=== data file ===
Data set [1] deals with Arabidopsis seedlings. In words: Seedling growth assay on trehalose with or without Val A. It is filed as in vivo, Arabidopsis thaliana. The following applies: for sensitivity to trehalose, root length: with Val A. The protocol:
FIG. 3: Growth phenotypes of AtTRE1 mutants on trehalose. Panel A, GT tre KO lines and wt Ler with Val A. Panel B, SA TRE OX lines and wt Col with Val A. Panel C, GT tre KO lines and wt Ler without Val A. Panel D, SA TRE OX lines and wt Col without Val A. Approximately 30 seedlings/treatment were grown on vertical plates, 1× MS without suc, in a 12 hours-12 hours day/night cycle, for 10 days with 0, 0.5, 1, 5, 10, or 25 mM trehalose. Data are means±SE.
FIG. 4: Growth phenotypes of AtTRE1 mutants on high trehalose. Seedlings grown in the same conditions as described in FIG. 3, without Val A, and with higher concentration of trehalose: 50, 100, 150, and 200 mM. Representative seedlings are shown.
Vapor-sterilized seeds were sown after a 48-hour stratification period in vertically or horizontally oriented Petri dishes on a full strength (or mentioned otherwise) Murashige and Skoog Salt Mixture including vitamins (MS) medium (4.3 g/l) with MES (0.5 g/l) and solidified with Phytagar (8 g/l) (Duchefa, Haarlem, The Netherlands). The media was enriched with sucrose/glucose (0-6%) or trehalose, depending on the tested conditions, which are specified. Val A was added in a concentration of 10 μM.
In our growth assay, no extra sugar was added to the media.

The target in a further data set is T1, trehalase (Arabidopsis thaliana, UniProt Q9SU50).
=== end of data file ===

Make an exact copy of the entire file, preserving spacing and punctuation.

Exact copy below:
Data set [1] deals with Arabidopsis seedlings. In words: Seedling growth assay on trehalose with or without Val A. It is filed as in vivo, Arabidopsis thaliana. The following applies: for sensitivity to trehalose, root length: with Val A. The protocol:
FIG. 3: Growth phenotypes of AtTRE1 mutants on trehalose. Panel A, GT tre KO lines and wt Ler with Val A. Panel B, SA TRE OX lines and wt Col with Val A. Panel C, GT tre KO lines and wt Ler without Val A. Panel D, SA TRE OX lines and wt Col without Val A. Approximately 30 seedlings/treatment were grown on vertical plates, 1× MS without suc, in a 12 hours-12 hours day/night cycle, for 10 days with 0, 0.5, 1, 5, 10, or 25 mM trehalose. Data are means±SE.
FIG. 4: Growth phenotypes of AtTRE1 mutants on high trehalose. Seedlings grown in the same conditions as described in FIG. 3, without Val A, and with higher concentration of trehalose: 50, 100, 150, and 200 mM. Representative seedlings are shown.
Vapor-sterilized seeds were sown after a 48-hour stratification period in vertically or horizontally oriented Petri dishes on a full strength (or mentioned otherwise) Murashige and Skoog Salt Mixture including vitamins (MS) medium (4.3 g/l) with MES (0.5 g/l) and solidified with Phytagar (8 g/l) (Duchefa, Haarlem, The Netherlands). The media was enriched with sucrose/glucose (0-6%) or trehalose, depending on the tested conditions, which are specified. Val A was added in a concentration of 10 μM.
In our growth assay, no extra sugar was added to the media.

The target in a further data set is T1, trehalase (Arabidopsis thaliana, UniProt Q9SU50).